Saturday, January 29, 2011


He begs and begs and begs until I pick him up to show him what's for dinner. He sits on the kitchen floor and plays with the pots and pans, "cooking" up his toys, stirring, tasting, just like mama.


You may not know this from the way it's treated here in the US, but pumpkin is a vegetable. And a great one at that. It's high in beta carotene and fiber and potassium, etc, etc. I grew up in South America, and we ate pumpkin on a regular basis. And not as a dessert either. My boyfriend, who was born and raised in Brooklyn, once mentioned that he wouldn't know what to do with a pumpkin, other than make a pie. A quick internet search for pumpkin recipes shows the same sentiment--dozens of recipes for pumpkin desserts, and little else.

Last week I bought a piece of fresh pumpkin without knowing what I'd be doing with it. My son has recently developed an aversion to green foods, so I needed new ways to get vegetables in him. I did the usual internet search for inspiration, but came up empty. So I got creative and made pumpkin gnocchi.

The process was simple: Steam the pumpkin until tender, then combine with an egg, seasoning (nutmeg is excellent with pumpkin), and enough flour to form a dough. Then roll the dough into a rope, cut into "pillows" and throw into boiling water. Cook until the gnocchi floats. That's it. For something extra, you can saute the gnocchi in some butter. It was quite yummy and my son ate it up with no complaints.

The second recipe is even simpler. Saute onion and garlic in a pan, add chopped pumpkin, spices (s+p, cumin and curry powder) and cover, letting the steam cook the pumpkin. Cook until the pumpkin breaks down. Serve over rice. Another dish the whole family enjoyed.

I now buy pumpkin on a regular basis. A chunk costs less than $2 and feeds a family of three. Cheap, delicious and nutritious!

Wednesday, January 19, 2011


I can't be unemployed forever, right? At some point it's going to get better out there and I'll manage to get myself one of those job things again.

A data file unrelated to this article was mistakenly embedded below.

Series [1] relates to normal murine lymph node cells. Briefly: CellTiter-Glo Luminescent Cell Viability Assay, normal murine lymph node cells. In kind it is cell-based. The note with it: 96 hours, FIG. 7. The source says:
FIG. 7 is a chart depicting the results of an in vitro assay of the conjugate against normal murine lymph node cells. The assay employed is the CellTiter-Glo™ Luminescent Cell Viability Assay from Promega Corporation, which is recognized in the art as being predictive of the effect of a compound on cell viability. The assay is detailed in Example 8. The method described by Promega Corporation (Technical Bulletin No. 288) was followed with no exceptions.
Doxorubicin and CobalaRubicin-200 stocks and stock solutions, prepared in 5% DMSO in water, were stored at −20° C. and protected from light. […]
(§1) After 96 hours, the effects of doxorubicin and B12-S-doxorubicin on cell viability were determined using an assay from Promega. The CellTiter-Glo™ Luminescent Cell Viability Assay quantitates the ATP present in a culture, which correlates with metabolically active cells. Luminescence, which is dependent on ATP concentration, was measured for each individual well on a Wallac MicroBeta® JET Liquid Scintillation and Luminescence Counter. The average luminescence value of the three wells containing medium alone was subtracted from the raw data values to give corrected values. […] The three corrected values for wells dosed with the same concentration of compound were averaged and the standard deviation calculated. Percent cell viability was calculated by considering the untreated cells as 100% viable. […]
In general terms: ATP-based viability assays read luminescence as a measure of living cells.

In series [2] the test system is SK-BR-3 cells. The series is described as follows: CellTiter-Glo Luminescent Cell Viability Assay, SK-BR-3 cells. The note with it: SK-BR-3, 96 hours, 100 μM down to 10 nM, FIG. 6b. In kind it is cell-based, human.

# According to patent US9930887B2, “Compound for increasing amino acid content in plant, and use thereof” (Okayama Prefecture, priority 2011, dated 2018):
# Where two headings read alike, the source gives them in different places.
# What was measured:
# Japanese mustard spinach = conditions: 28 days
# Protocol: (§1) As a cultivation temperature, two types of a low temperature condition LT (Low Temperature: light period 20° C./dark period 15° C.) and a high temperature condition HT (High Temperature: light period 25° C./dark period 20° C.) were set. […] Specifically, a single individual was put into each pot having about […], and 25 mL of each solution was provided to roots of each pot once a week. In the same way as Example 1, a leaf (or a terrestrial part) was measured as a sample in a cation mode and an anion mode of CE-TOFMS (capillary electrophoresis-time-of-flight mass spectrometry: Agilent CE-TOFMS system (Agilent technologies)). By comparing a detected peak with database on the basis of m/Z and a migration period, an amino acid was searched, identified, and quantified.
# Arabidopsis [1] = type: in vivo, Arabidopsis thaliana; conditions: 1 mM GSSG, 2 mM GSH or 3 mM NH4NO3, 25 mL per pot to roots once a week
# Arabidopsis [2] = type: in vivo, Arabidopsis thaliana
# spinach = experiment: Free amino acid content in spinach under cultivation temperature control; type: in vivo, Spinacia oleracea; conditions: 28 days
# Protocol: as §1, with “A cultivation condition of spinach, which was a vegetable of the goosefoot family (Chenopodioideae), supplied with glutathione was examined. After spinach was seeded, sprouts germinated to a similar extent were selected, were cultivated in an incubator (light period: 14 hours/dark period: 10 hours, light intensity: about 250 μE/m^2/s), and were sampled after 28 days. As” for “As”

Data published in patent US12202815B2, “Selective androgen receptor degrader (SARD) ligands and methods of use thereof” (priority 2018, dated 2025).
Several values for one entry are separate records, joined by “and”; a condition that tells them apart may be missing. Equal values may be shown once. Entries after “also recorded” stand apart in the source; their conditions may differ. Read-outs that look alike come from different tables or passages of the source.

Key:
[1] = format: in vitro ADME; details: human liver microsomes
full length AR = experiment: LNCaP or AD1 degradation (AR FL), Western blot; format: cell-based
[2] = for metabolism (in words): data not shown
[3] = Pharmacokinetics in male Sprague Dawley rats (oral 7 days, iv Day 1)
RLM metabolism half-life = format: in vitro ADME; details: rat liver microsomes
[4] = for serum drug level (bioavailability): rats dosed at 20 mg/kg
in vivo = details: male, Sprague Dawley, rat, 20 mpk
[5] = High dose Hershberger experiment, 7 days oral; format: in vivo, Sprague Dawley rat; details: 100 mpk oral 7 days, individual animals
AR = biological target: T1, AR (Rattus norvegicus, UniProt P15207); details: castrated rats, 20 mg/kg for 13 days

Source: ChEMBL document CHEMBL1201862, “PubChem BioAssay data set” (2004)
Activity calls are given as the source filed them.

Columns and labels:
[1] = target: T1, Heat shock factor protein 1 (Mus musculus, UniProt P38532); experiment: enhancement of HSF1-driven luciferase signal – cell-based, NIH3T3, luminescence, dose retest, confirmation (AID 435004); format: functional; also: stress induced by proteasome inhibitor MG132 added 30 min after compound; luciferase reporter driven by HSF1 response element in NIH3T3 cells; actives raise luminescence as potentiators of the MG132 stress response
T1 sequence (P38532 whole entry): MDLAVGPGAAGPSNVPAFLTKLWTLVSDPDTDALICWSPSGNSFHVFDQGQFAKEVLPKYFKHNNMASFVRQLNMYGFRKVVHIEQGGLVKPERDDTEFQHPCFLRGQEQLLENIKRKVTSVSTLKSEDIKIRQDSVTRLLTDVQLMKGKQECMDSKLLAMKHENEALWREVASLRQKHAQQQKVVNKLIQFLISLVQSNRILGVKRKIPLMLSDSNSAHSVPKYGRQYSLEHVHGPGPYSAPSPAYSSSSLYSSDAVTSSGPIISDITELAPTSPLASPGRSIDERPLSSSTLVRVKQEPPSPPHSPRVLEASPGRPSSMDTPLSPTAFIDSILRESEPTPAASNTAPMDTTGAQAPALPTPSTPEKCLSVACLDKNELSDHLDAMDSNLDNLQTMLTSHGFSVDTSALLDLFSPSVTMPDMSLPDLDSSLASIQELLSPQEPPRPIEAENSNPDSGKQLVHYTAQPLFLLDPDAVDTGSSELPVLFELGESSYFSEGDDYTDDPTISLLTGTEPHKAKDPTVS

At this point, I'm not trying as hard as I could be. It's so easy to waste the day away, especially when you're taking care of an attention-grabbing toddler. There's a two hour break in the middle of the day when he takes his nap, and I'm supposed to do the things I'm supposed to be doing. You know, the marketing, the self-promotion, the networking. Phone calls and emails and follow-up phone calls and emails.
But those two hours are even better for zoning out on the couch.
And so it goes.

Been thinking more about where I want this blog to go. I want to be writing about all the wonderful things that are happening in my kitchen. But I don't want to be cliche and post recipes and pictures. That's been done, better than I will be able to.
But I do believe that there is value in what I'm doing in the kitchen. For one thing, even though I make everything from scratch, I rarely ever spend more than half hour on a meal. So many people are afraid of the kitchen, and of prep work. And vegetables. I want people to see that it is possible to cook nutritious and delicious food, if only you'd put a little love into it. 

Buttermilk Biscuits

I recently bought 25 pounds of flour from Costco. It's really not a lot when you do as much baking as I do. However, when I tried making cakes with it, the results were rather flat. All flour is not created equal. Something about the gluten/protein ratio. I don't really care, I just want fluffy, not rocky.

This morning I scored a small victory. I needed to use buttermilk I had in the fridge, leftover from my attempts at red velvet cake. Decided to make biscuits. I did some research, and ended up using a recipe that used melted butter added to the buttermilk. Do you know what happens when you add melted butter to cold buttermilk? It clumps. And when you add that mixture to the dry ingredients, the clumped butter stays in the batter. The biscuits from that batter are light and airy, moist and buttery. It also helped that I doubled the recommended amount of baking powder, which compensated for my crappy flour.

AND. I also added some shredded cheddar to the mix. And crumpled bacon.

Bacon Cheddar Buttermilk Biscuits. They were as good as they sound and then some.

Monday, January 17, 2011


I received a kitchenaid mixer for Christmas and haven't stopped baking. Over the weekend I made three birthday cakes: a traditional red velvet for a close friend's 30th, a pink princess cake for my niece's 3rd birthday, and a "road" cake, topped with three matchbox cars, for my nephew's 16th birthday. Am contemplating blogging about baking, but I don't have a camera that would do the cakes justice. This one comes close--I tried out macros: